In short, you aren’t the only business owner who has no clue where to start with data.  But, if you are hoping to grow your business, you will need data — and a clue about what to do with it — in order to make educated and informed decisions. From how to spend your marketing dollars to where to put your social buttons on your homepage, having data that helps you understand your audience will show you where to focus your efforts.

Defining Data

Let’s start by defining what we mean when we talk about data. Data = Information. You can gather information from anyone and everyone who visits your website and social media accounts or opens the email you blasted out. Things like location, demographics, the amount of time users spend on your site, the first page they visited on your site, what page the user was on when they decided to leave your site … basically any interaction your clients/customers have with your business’s website is considered data.

The challenge is figuring out how to collect the data you need to help you make better business decisions. If you want to find a way to boost your online efforts, start paying attention to your data.

Data Matters

Your website is a portal to the land of free information, but did you know that websites should be built for people and search engines? A beautiful website is not enough to help customers find you online through organic search efforts alone. A website must be built to include the information that the search engines look for and value.

Maybe you want to run a paid ads campaign some day? Data matters even more once you start the paid advertising game — those clicks are costly, so you’ll want to have the right info in order to be confident that you’re choosing the right word(s) to invest in. If you aren’t gathering data from your website traffic, you will be playing an expensive guessing game.

It wasn’t until I learned how to code and built a couple of websites from scratch that I understood how things work from the backend of a site and that there are basic fundamentals that are non-negotiable. If you want to have a solid online presence that appeases your customers AND the search engine gods, you will need to learn what kind of information the search engines are looking for.

And no, you do not need to know how to code in order to start collecting data!  Three of the most important steps that lay the foundation for your data collection framework happen offline:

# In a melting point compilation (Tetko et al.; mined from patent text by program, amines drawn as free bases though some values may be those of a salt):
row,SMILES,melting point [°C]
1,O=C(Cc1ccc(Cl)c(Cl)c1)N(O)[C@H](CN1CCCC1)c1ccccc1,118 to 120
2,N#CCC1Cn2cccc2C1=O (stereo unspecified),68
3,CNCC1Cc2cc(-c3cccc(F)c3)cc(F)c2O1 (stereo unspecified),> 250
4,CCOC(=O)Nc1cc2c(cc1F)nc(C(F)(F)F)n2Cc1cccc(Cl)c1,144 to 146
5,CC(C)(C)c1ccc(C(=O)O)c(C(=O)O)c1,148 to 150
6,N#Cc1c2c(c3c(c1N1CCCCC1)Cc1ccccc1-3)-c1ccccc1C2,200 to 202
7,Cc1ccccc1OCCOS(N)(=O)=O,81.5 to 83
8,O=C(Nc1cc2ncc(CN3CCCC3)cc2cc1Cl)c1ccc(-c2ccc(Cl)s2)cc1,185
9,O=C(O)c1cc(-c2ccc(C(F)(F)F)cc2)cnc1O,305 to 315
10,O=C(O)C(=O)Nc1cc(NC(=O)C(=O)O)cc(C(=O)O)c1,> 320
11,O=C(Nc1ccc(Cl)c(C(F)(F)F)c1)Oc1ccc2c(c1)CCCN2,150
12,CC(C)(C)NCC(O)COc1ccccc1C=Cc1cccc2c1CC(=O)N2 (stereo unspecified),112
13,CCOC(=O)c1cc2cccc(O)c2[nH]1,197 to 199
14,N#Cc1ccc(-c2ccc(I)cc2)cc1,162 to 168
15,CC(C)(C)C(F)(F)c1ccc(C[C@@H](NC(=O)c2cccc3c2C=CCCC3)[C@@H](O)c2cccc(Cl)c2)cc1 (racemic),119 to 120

1. Determining your value proposition

  2. Writing a clear mission statement

  3. Defining your customer profiles

If you only figured out these three things, you would be ahead of the game when it comes time to measure and test your assumptions about your customers.  

Have I made my case for data yet?

Before your eyes glaze over and panic sets in, I promised to tell you the single most important thing you need to know about data. Ready?

Start collecting data NOW. Period.

That’s it. The only thing that really matters is that you simply start collecting data. In order to use data, you have to have data. You don’t even have to know what it all means or what you are supposed to do with it — and you definitely don’t have to collect it all at once, but! You. Need. To. Start. NOW!

You’ve already done the hard part by starting a business! This is YOUR business! These are YOUR customers! Data collection is part of doing business, just like reconciling your bank statements. It’s part of what you signed up for when you started your company. So, go! Get busy!

We don’t want to get you fired up and then leave you hanging! Here are several topics that we cover in the Her Data Method course that you can start doing right now:

Does all this data talk still look and sound like Greek to you? Don’t want to go it alone? Here are two ways to join our data collection mission:

By Melody Jennings Bowers /

You Are Your Brand

Being an entrepreneur has it's perks. You most likely make your own hours, report to yourself, and if you're like the women we know, you strongly believe in the mission of the company because, well, it's yours.

Your professional self has never been more authentic. So why does it sometimes feel uncomfortable to promote and market your company through your personal networks? You went into business to build your company, so why do we struggle to own being our brand?

In the latest episode of You're Not Crazy, entrepreneur & angel investor, Erica Duignan Minnihan gives us insight on how to position your personal brand and your professional brand on social media.

Erica also acknowledges that self-identifying with your company is not easy.

How do you manage aligning yourself with something that could be a wild success or possibly fail?

The truth is that there is no single solution to this existential milestone of building your business.  Every entrepreneur goes through this, so hopefully knowing you're not alone relieves a bit of the anxiety. As a founder & CEO, you just need to bite the bullet and embrace what you have created. 

You liberated yourself by carving your own professional path, so don't let a couple of Facebook posts stop you from throwing yourself into making your company succeed. Own your success, share your journey, and be your brand.